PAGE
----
Other related materials: Japan in the Days of the Samurai by Virginia Schomp; Life in Ancient Japan by Hazel Richardson; The Most Daring Raid of the Samurai by Stephen Turnbull; The Samurai Sourcebook by Stephen Turnbull; Japanese Mythology A to Z by Jeremy Roberts; Hands-On History! Ancient Japan by Fiona MacDonald; How to Be a Samurai Warrior by Fiona MacDonald; The End of the Shoguns and the Birth of Modern Japan by Mark E. Cunningham and Lawrence J. Zwier; Commodore Perry in the Land of the Shogun by Rhoda Blumberg; Heart of a Samurai by Margi Preus; The Samurai’s Tale by Erik C. Haugaard; In The Beginning: Creation Stories from Around the World by Virginia Hamilton, illustrations by Barry Moser

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Ada Byron Lovelace and the Thinking Machine Review

ada_byron_lovelace_and_the_thinking_machineAda Byron Lovelace and the Thinking Machine by Laurie Wallmark, illustrated by April Chu

Creston Books, 2015. 978-1939547200

Synopsis: Ada Lovelace, the daughter of the famous romantic poet, Lord Byron, develops her creativity through science and math. When she meets Charles Babbage, the inventor of the first mechanical computer, Ada understands the machine better than anyone else and writes the world’s first computer program in order to demonstrate its capabilities. – from Amazon.com

Why I picked it up: In addition to Darlene Beck-Jacobson having featured the book on her blog, I’m an avid supporter of books that promote math and science and women in technology.

Why I finished it: The literary world needs more books like this one that promote math and science to a female audience. Both fields have been heavily dominated by men – and for the most part, still are – and it is important to promote the contributions of female mathematicians and scientists because their stories are inspiration for the new generations. Lovelace grew up and lived in an era where women did not often stray beyond the role of wife and mother, and like those before and those who would follow her, she found a way to make a name for herself and to challenge the notions of what it meant to be a woman. She is celebrated as the first programmer, a title I feel she deserves: the algorithms she wrote in the 19th century pre-date the computer, but when her work was applied to the modern ‘thinking machine’, it was nearly perfect. Wallmark’s story may be marketed as a children’s book, but the story she tells can be appreciated by readers of all ages. It’s about perseverance and the power of ideas, a message that transcends age and gender. Chu’s illustrations lovingly capture the Victorian era and the world of numbers that entertained Lovelace. The attention to detail lets the reader linger a moment on the pictures that accompany the text, to more fully appreciate the forward thinking minds that unknowingly created computer programming. It’s an inspiring read that can be read and shared over and over again.

Other related materials: Ada Lovelace: The Computer Wizard of Victorian England by Lucy Lethbridge; Ada Lovelace, Poet of Science: The First Computer Programmer by Diane Stanley, illustrated by Jessie Hartland; Lauren Ipsum: A Story about Computer Science and Other Improbable Things by Carlos Bueno; Girls Think of Everything: Stories of Ingenious Inventions by Women by Catherine Thimmesh, illustrated by Melissa Sweet; Rosie Revere, Engineer by Andrea Beaty, illustrated by David Roberts; Hello Ruby: Adventures in Coding by Linda Liukas; If: A Mind-Bending New Way of Looking at Big Ideas and Numbers by David J. Smith, illustrated by Steve Adams; Hedy Lamarr and a Secret Communication System by Trina Robbins, illustrated by Cynthia Martin; Headstrong: 52 Women Who Changed Science – and the World by Rachel Swaby; Girls Who Rocked the World: Heroines from Joan of Arc to Mother Teresa by Michelle Roehm McCann and Amelia Welden, illustrated by David Hahn; Amelia to Zora: Twenty-Six Women who Changed the World by Cynthia Chin-Lee, illustrated by Megan Hasley and Sean Addy; Cool Engineering Activities for Girls by Heather E. Schwartz; Cool Chemistry Activities for Girls by Jodi Wheeler-Toppen, PhD; Cool Physics Activities for Girls by Suzanne Slade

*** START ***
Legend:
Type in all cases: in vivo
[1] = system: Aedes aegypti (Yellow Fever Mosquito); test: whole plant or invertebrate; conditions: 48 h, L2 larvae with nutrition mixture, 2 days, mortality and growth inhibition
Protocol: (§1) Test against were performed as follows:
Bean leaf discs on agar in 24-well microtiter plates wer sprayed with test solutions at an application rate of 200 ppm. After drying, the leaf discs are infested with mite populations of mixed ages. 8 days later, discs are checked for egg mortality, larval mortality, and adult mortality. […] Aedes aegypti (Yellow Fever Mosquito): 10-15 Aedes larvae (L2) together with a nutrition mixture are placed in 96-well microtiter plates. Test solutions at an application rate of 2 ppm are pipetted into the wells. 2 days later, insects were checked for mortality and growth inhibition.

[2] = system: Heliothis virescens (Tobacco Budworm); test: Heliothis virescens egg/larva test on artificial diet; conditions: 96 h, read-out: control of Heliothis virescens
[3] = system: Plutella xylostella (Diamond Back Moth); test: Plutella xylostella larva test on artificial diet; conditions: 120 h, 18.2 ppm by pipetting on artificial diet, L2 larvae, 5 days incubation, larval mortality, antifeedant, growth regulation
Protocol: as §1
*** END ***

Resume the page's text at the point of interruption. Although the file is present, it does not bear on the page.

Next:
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Happy Veterans Day 2015!

indexHappy Veteran’s Day!

If you see a Veteran or an active service member today (or really, any day), thank them for their service to our country. Freedom was won for us by soldiers, and it is important to remember to thank the brave men and women who have put their lives on the line to ensure that we can still have the freedom we enjoy.

I’ve compiled a short list of children’s books that talk about Veteran’s Day and why it’s important. And if you have an interest in further supporting our troops: uso.org, Wounded Warrior Project, Disabled American Veterans, and Homes for Our Troops are just a few of the charities that help support veterans and active service members.

Their sacrifice is our gain; don’t let what they’ve done be forgotten.

Veteran’s Day by Jacqueline S. Cotton; 978-0516274997

Veterans Day: Valuing the Sacrifice of Veterans by Arlene Worsley; 978-1605969329

Veterans: Heroes in Our Neighborhood by Valerie Pfundstein, illustrated by Aaron Anderson; 978-0578135106

The Poppy Lady: Moina Belle Michael and Her Tribute to Veterans by Barbara Walsh, illustrated by Layne Johnson; 978-1590787540

Remembering Our Heroes: Veterans Day by Kelly Rodgers; 978-1433373633

From A to Z What a Veteran Means to Me! by David Rabb, illustrated by Isha Gupta; 978-0989002622

The Wall by Eve Bunting, illustrated by Ronald Himler; 978-0395629772

America’s White Table by Margot Theis Raven, illustrated by Mike Benny; 978-1585362165

A Tale of Two Heroes by Jody Davids, illustrated by Anita Miller; 978-0578162867